The winners of the 2006 National Book Awards have been announced. A year after William T. Vollmann won the fiction award it has gone to Richard Powers for The Echo Maker (excerpt), marking a shift in focus (though perhaps not yet a “trend”) toward honoring some of the names on the leading edge of American fiction. The New York Times, in its writeup, mentions that “as in recent years, the fiction category raised eyebrows in the publishing industry for its lack of commercially known nominees in a year of big-name authors,” but I don’t recall hearing much rumbling about the nominees. If anything, as I wrote when the nominees were announced, this year’s nominees “satisfyingly occupy the sweet spot between obscurity and being, well, too obvious.” And if one looks at the bodies of work of the five nominees, as well as their literary reputations, Powers was certainly deserving of this plaudit. Judging on his book alone, from what I’ve heard, he is a worthy winner, as well.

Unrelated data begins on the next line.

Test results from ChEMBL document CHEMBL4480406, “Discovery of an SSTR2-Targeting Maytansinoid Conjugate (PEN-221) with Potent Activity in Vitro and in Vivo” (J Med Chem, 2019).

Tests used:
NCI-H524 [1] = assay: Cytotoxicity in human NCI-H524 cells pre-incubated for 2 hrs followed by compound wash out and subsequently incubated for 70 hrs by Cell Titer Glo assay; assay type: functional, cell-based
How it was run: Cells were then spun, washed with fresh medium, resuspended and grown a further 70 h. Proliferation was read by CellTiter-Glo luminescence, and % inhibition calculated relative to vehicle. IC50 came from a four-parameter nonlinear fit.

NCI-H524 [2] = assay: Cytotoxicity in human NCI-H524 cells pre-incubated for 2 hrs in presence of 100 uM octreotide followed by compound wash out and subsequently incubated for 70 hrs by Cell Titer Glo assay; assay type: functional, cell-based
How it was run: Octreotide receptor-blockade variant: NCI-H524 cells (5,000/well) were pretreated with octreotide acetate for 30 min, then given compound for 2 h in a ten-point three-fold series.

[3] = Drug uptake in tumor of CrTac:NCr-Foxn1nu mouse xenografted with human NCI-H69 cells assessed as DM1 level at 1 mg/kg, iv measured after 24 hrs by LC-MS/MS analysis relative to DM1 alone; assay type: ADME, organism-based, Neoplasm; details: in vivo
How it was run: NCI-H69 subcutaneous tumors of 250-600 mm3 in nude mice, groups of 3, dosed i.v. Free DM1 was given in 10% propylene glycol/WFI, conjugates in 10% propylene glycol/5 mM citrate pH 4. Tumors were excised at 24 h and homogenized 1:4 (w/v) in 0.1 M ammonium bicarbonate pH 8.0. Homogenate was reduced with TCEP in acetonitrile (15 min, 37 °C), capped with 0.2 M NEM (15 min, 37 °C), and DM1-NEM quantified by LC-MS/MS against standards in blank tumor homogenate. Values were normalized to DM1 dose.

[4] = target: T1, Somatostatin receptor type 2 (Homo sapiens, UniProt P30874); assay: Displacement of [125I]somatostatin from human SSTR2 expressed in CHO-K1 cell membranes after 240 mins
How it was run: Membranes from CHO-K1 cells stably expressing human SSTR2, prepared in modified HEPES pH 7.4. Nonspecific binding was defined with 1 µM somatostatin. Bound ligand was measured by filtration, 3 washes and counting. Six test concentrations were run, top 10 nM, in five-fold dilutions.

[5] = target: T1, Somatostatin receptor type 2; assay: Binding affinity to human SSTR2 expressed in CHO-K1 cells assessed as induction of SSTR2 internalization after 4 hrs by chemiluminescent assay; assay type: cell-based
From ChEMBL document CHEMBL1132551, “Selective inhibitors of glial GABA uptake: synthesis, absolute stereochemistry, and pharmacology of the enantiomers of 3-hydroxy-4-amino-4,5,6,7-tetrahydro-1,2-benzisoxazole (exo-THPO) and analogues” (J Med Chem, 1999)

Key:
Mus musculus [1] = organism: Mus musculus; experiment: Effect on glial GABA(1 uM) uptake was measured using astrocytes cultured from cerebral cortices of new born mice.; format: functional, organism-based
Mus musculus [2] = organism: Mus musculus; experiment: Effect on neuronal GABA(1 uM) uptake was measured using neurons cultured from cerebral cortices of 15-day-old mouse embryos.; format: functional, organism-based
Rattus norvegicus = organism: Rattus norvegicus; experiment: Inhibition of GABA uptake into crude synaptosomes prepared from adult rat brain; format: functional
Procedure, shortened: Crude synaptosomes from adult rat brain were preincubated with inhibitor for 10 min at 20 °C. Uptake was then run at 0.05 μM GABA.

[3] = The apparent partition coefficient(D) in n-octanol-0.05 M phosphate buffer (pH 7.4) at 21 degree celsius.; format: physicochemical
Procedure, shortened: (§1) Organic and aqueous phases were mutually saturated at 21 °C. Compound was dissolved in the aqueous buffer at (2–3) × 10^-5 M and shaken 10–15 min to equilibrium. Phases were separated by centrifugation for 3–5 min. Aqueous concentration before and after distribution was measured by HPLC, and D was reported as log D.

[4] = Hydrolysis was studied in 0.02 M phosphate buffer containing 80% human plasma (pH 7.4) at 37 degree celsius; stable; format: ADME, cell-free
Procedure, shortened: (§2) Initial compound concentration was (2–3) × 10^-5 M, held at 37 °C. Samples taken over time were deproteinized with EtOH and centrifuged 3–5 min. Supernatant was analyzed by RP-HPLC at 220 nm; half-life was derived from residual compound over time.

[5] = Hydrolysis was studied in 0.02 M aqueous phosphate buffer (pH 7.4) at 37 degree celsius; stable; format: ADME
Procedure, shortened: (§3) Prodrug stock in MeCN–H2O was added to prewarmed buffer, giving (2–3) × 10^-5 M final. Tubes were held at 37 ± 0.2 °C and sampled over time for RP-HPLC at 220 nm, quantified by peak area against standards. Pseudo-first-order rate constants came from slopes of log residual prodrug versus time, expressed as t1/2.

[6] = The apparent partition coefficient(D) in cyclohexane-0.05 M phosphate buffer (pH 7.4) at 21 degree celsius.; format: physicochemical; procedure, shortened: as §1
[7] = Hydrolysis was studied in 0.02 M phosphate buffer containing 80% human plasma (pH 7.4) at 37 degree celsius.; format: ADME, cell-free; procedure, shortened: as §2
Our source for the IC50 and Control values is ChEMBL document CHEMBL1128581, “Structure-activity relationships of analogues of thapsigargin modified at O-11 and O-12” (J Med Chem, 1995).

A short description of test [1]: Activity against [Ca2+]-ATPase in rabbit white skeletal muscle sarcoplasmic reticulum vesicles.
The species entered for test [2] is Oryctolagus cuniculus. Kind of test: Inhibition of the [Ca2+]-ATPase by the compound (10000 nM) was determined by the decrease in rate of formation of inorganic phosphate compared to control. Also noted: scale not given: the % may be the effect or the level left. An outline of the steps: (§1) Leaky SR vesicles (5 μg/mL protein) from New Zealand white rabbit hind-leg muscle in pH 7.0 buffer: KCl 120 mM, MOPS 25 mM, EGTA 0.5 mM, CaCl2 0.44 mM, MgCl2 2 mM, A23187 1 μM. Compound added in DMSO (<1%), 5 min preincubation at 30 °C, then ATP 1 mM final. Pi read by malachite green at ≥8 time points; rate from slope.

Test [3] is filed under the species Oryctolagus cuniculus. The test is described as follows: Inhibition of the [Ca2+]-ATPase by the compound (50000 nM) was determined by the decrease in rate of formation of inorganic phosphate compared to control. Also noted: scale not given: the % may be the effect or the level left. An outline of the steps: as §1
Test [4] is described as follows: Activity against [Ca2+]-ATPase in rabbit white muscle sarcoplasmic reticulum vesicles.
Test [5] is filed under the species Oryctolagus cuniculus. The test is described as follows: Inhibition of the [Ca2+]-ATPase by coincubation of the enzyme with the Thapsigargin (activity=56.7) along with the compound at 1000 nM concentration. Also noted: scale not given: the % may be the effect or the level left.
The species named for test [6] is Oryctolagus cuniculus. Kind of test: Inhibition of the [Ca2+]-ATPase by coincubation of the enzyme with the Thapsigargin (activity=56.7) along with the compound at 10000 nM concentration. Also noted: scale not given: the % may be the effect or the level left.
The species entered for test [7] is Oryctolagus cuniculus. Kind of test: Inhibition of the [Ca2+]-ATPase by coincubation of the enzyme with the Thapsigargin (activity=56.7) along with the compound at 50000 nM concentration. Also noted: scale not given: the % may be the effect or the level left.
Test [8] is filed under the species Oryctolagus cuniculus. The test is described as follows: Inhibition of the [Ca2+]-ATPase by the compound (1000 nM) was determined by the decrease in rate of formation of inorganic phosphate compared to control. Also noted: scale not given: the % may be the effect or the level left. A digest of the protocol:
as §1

In nonfiction, the award went to Timothy Egan for The Worst Hard Time: The Untold Story of Those Who Survived the Great American Dust Bowl (excerpt) taking on a very important topic in American history that hasn’t gotten much attention from the writers of popular history. The Young People’s Literature award was given to M.T. Anderson for The Astonishing Life of Octavian Nothing, Traitor to the Nation, Volume One: The Pox Party (excerpt), sparing us the possibility of an angry backlash against those darn graphic novels. And for Poetry, the award was given to Nathaniel Mackey for Splay Anthem (poem).